One of the biggest frustrations glasses-wearers face is how to keep glasses from sliding down their nose and face — but there is a solution to this problem. One of the most common reasons why glasses keep sliding down is that they don't have the right curve behind the ear. A properly fitted nose bridge will also help you achieve the perfect fit without pinching or slipping. Those with a low nose bridge can benefit greatly from low bridge fit glasses.
Now that you know how to spot an ill-fitting pair of glasses, here’s how you can find one that sits just right:
Nose bridge width is the distance between the lenses from inside of one lens to the inside of the other. In other words, the nose bridge is the part of your glasses that wraps around or arches over your nose. The main culprit of improper glasses fit is often a nose bridge that is not the right size for the wearer. In fact, many glasses-wearers have a low nose bridge that their glasses are often not made to accommodate. Fortunately, there are options for individuals with glasses that slide down your nose. There is a whole category of glasses, called ' low bridge fit glasses,' made especially for those with low nose bridges. If you're experiencing the signs that your glasses don't fit, consider low bridge fit glasses.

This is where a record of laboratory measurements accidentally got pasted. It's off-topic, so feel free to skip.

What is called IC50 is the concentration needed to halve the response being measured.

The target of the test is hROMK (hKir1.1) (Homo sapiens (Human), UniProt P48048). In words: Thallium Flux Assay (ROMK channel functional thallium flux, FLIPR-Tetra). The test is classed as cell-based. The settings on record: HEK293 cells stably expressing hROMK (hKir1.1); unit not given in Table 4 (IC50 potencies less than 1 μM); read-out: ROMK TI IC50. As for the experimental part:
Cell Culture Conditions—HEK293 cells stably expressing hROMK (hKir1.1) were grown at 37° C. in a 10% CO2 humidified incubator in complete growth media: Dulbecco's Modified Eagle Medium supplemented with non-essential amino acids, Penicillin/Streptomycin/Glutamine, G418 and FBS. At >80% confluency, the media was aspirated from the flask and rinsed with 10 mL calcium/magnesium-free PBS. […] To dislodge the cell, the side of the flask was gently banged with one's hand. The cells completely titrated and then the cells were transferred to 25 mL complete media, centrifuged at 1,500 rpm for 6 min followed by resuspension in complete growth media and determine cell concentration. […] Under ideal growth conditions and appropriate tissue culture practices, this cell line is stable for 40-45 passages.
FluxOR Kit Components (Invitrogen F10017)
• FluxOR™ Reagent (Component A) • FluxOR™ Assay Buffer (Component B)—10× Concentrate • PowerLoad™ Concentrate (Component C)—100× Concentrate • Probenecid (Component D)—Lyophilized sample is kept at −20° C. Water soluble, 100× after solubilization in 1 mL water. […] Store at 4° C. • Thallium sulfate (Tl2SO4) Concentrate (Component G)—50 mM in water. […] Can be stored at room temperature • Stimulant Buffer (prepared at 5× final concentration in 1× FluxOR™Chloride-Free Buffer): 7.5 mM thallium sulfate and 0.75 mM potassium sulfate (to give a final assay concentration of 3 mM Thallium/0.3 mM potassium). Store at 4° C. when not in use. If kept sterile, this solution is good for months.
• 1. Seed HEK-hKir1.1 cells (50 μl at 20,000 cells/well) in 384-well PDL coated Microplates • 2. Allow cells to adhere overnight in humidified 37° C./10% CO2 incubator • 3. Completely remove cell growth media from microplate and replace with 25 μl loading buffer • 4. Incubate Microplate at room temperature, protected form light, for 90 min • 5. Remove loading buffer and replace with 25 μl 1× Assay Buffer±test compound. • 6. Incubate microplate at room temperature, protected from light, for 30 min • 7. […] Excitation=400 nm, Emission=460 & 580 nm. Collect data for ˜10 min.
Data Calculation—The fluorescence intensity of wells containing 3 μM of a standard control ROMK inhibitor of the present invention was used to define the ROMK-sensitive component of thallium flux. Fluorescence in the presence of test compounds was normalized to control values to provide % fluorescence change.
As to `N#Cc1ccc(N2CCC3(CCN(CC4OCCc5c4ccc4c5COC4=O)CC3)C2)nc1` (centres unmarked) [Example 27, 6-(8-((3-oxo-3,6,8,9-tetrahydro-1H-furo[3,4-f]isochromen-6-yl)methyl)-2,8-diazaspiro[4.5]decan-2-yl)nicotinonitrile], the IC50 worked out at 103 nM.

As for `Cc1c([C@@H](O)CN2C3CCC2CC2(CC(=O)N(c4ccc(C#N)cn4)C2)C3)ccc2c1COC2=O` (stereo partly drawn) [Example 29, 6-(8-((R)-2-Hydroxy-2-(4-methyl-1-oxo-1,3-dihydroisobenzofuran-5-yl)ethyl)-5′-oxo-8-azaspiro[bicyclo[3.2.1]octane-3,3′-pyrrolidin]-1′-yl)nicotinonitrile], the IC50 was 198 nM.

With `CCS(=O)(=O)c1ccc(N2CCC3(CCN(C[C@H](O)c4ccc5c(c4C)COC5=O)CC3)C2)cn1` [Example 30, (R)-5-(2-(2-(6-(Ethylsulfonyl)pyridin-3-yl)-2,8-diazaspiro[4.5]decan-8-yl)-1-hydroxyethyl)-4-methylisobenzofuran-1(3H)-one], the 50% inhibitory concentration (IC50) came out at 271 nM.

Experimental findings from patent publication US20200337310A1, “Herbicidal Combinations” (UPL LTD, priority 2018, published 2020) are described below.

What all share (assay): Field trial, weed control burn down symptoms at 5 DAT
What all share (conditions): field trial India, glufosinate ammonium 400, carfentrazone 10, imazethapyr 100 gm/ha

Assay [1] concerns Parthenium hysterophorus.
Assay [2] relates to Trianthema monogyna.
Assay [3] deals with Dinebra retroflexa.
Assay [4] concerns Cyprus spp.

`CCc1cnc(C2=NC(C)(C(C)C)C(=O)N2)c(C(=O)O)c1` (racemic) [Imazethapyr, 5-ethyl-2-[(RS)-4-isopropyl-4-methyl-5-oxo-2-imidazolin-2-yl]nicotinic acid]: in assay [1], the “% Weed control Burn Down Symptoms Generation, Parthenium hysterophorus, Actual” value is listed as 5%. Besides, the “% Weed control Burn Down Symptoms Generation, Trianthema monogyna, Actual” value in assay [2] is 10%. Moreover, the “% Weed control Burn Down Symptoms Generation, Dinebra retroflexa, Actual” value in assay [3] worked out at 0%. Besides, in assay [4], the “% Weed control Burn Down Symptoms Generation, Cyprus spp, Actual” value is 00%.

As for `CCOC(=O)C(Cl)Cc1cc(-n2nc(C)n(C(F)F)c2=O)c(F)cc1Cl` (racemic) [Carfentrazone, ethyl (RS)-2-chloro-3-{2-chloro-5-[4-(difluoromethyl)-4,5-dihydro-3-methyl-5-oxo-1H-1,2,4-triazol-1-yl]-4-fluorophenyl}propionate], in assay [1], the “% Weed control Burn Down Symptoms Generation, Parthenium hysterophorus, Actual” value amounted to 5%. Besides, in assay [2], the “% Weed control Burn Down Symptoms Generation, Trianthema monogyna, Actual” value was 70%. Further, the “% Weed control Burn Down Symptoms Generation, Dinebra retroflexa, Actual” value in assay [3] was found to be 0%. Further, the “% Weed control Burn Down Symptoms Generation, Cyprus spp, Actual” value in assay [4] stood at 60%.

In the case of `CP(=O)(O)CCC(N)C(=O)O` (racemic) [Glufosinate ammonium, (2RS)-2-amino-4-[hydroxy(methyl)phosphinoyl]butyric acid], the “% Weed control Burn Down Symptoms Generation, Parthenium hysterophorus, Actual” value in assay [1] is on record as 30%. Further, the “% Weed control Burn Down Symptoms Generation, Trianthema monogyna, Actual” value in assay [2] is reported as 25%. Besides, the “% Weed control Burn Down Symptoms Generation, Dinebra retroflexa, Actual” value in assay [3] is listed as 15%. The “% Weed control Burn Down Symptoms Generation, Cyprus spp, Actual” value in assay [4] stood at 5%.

If you keep wondering how to stop glasses from sliding down your face, then your glasses are likely not correctly fitted. We provide a wide range of articles to help our mkt-low-bridge-customers know more about everything there is to know about glasses, styles and matching them to your own features and preferences. Discover more here >Shop Low Bridge Fit Glasses